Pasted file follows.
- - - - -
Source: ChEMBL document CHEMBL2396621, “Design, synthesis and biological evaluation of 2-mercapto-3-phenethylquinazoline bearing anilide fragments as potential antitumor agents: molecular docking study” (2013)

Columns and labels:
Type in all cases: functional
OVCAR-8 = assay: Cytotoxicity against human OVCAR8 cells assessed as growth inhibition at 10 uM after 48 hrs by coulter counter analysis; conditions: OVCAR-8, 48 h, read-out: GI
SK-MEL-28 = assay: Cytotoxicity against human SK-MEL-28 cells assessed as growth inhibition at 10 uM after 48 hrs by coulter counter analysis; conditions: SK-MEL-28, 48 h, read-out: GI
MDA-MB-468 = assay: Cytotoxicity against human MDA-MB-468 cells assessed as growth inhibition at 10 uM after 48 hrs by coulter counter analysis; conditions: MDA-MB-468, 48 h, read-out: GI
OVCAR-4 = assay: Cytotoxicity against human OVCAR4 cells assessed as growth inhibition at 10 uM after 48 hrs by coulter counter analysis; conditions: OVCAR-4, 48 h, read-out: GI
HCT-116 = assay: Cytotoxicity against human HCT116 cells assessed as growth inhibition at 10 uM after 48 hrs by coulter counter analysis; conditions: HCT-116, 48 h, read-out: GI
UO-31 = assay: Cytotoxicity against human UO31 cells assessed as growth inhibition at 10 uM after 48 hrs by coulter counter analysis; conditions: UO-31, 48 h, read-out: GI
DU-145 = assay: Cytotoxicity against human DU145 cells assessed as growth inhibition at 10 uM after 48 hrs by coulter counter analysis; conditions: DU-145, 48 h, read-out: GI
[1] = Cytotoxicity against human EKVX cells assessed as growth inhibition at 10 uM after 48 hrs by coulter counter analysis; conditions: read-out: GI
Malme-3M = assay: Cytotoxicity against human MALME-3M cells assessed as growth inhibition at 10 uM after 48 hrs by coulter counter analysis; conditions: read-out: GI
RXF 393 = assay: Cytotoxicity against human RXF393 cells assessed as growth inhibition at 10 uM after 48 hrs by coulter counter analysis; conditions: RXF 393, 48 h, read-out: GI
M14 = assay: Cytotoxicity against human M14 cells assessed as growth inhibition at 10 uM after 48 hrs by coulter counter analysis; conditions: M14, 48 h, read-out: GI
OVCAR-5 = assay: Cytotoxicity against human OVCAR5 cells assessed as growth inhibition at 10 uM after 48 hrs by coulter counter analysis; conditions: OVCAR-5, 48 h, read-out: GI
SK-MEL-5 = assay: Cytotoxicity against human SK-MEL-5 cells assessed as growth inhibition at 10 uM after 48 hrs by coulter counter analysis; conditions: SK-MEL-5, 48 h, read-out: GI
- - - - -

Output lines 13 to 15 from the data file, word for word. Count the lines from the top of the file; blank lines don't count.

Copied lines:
RXF 393 = assay: Cytotoxicity against human RXF393 cells assessed as growth inhibition at 10 uM after 48 hrs by coulter counter analysis; conditions: RXF 393, 48 h, read-out: GI
M14 = assay: Cytotoxicity against human M14 cells assessed as growth inhibition at 10 uM after 48 hrs by coulter counter analysis; conditions: M14, 48 h, read-out: GI
OVCAR-5 = assay: Cytotoxicity against human OVCAR5 cells assessed as growth inhibition at 10 uM after 48 hrs by coulter counter analysis; conditions: OVCAR-5, 48 h, read-out: GI